The NICU: Neonatal Intensive Care Unit
By Hannah Ammon
It’s all too easy to get caught up in the rush of everyday life. Have you ever thought about how someone could enter your life in one day and change you forever? 5 years ago, someone entered my life and changed me forever. This someone is my cousin Addie. She was born at 23 weeks, spending the first four months of her life in the NICU at Good Samaritan Hospital. With all odds against her, Addie pushed through every day slowly gaining her health back. She fought off infections in her blood and lungs and eventually was able to be taken off the ventilator to breathe on her own. Addie’s mother, Amy said, “To this day, we still feel blessed to have spent our time in the NICU. It became a second home to us and it was a place where we felt truly comfortable and loved.” Addie is now 5-years-old and has been officially diagnosed with cerebral palsy (hypotonia). As she grows older, every day poses a new challenge for her and she faces it with courage and determination. She has multiple appointments a week with therapists and doctors trying to help her along her journey. She is also unable to communicate or walk so she speaks through her IPad and continues to work towards walking one day. This little girl is an inspiration to everyone she meets. She is an image of grace and shows us all that there is always reason for hope no matter what life throws your way.
Apart from babies like Addie, there are other babies treated in the NICU. These are the babies that are diagnosed with what is called Neonatal Abstinence Syndrome (NAS). This is the withdrawal process that newborns undergo after being exposed to illicit drugs while in the womb. This exposure causes the unborn baby to become addicted to the drug just as the mother is. So, when they are born, they are left without the substance they had grown attached to. The babies then go through a withdrawal process similar to what any adult would go through. This includes: vomiting, crying, seizures and diarrhea. There are also long term repercussions associated with NAS including, learning disabilities and violent tendencies as the child grows older. Between 2009 and 2012, the number of babies born in the US with neonatal abstinence syndrome almost doubled. As the use of drugs increases in society, so do the cases of NAS and it must be stopped because it is setting children up for hard times in life from the start. We must work to create a better tomorrow for these children, today.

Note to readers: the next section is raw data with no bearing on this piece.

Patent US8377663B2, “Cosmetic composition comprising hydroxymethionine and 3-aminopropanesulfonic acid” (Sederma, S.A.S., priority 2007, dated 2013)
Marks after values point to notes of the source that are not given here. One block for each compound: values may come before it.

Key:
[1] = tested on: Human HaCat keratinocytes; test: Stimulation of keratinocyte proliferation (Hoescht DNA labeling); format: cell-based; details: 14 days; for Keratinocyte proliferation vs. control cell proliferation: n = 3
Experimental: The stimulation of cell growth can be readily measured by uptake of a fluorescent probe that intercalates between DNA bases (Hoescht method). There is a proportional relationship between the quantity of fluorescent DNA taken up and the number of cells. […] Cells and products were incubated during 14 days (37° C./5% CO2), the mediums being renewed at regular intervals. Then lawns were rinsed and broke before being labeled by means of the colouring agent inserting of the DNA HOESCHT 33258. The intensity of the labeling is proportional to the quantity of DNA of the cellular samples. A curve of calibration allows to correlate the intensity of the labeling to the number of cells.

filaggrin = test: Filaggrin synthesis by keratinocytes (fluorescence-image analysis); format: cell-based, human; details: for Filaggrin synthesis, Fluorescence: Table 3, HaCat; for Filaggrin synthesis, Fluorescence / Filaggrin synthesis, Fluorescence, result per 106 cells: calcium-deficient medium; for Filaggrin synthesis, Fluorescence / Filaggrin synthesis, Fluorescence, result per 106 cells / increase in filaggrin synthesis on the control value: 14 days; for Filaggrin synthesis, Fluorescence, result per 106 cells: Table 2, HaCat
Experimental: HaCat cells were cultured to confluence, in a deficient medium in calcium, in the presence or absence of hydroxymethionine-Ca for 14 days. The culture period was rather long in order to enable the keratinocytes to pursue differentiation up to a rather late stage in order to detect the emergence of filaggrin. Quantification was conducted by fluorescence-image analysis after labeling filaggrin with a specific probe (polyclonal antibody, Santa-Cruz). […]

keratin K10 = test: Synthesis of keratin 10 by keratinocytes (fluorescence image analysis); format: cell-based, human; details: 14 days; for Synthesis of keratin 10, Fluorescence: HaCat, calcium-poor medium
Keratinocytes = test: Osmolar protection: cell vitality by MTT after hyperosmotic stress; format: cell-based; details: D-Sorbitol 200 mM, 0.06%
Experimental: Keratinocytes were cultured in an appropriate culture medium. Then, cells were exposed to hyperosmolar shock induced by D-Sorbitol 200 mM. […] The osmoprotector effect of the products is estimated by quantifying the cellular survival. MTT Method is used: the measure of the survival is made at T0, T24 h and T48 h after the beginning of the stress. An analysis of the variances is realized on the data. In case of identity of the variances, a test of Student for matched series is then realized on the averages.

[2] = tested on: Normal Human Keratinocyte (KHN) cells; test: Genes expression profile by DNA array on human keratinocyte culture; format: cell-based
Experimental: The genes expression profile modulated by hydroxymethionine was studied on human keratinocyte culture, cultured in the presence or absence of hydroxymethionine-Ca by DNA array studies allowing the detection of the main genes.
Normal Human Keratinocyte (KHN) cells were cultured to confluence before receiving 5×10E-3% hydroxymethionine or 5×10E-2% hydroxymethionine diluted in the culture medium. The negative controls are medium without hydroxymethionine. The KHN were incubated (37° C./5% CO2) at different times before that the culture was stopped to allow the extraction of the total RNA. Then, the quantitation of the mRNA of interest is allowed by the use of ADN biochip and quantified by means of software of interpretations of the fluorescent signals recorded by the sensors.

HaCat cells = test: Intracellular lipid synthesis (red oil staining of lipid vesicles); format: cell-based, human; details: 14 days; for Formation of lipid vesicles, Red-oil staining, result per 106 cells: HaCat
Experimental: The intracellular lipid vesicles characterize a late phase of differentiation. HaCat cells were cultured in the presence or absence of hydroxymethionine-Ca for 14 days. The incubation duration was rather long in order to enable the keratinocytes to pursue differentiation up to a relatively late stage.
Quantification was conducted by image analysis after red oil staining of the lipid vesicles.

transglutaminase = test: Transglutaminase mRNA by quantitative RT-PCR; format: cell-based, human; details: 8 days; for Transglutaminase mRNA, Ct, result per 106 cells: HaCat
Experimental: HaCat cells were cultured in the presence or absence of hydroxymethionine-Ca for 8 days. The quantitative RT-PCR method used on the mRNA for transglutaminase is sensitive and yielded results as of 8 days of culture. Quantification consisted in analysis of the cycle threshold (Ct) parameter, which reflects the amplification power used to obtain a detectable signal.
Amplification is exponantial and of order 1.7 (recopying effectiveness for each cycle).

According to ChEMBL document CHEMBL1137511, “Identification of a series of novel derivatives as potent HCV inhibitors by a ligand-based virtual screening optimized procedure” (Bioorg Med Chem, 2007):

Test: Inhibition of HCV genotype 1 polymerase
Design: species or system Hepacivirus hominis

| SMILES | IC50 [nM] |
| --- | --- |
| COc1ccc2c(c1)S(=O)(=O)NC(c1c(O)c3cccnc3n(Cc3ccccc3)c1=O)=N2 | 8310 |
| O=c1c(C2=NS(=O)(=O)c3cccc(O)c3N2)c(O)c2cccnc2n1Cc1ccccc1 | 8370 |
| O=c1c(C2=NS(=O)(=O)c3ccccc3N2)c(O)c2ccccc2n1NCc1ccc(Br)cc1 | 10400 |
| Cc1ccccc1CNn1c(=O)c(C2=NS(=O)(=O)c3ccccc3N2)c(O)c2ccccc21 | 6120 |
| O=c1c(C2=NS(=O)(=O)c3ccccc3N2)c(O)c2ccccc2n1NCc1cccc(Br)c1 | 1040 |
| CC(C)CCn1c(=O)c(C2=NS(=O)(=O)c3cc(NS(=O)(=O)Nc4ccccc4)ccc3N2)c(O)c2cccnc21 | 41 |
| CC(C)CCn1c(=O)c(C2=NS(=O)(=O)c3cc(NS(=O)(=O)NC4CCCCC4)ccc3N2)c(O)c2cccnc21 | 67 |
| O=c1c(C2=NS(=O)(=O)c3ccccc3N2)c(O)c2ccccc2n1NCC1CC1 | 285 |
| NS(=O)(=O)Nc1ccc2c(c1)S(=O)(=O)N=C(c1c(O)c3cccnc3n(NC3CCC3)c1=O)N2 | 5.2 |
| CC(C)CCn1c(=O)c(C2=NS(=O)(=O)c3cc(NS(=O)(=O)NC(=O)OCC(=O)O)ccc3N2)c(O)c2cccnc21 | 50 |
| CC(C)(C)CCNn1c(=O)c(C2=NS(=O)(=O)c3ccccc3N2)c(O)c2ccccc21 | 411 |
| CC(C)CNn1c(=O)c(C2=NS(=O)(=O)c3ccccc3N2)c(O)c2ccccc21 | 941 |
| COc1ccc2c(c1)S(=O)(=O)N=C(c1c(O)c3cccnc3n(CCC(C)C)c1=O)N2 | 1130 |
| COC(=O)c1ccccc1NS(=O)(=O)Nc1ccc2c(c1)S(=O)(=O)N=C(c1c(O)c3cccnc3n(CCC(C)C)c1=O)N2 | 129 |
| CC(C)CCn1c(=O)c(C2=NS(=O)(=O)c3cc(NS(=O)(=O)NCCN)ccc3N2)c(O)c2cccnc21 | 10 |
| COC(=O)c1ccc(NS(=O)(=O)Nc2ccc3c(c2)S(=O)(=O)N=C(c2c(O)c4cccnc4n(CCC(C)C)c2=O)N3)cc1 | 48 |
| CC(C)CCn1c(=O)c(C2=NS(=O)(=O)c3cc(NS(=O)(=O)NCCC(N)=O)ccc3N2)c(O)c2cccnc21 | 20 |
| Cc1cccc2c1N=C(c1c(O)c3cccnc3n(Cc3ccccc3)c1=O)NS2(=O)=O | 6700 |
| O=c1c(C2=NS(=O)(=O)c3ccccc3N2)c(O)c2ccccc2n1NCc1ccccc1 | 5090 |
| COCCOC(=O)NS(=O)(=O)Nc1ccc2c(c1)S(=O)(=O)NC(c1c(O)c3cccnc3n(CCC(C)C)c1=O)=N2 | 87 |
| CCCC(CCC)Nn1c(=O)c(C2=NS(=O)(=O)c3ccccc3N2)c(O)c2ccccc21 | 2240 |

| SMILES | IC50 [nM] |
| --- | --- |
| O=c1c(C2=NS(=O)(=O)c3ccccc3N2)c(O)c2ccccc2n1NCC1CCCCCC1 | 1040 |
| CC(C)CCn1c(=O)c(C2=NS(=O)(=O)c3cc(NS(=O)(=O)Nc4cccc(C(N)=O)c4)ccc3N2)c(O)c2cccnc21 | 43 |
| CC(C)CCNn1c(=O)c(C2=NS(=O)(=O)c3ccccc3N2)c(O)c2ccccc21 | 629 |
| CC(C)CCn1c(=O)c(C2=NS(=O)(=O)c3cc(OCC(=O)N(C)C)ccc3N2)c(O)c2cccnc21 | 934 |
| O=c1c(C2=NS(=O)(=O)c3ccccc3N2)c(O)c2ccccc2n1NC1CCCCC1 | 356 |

If you know someone currently struggling with drug abuse let them know that there is help available! Prevention is the key to bringing an end to NAS. At Good Sam, there are many resources for women struggling with addiction.
The HOPE Program offers classes and counseling for expecting parents facing addiction. This is the support system that someone needs when going through hard times. The more people know about it, the more likely they will be to use it so spread the word! if everyone can gain awareness of this issue in society, babies will be born happier and much healthier.
If you’re interested in helping out and reaching out to a family and their baby in need feel free to visit my GoFundMe page, http://www.gofundme.com/fpmvas. Your donation could be just what a family needs to get through the hard times. So far, I have been able to use what I have raised to help babies and their families in the NICU to feel welcome and secure. Any money donated will be sent on to the NICU, even after Senior Project is over, to be used for any needed materials in the unit or for any needs of a specific struggling family.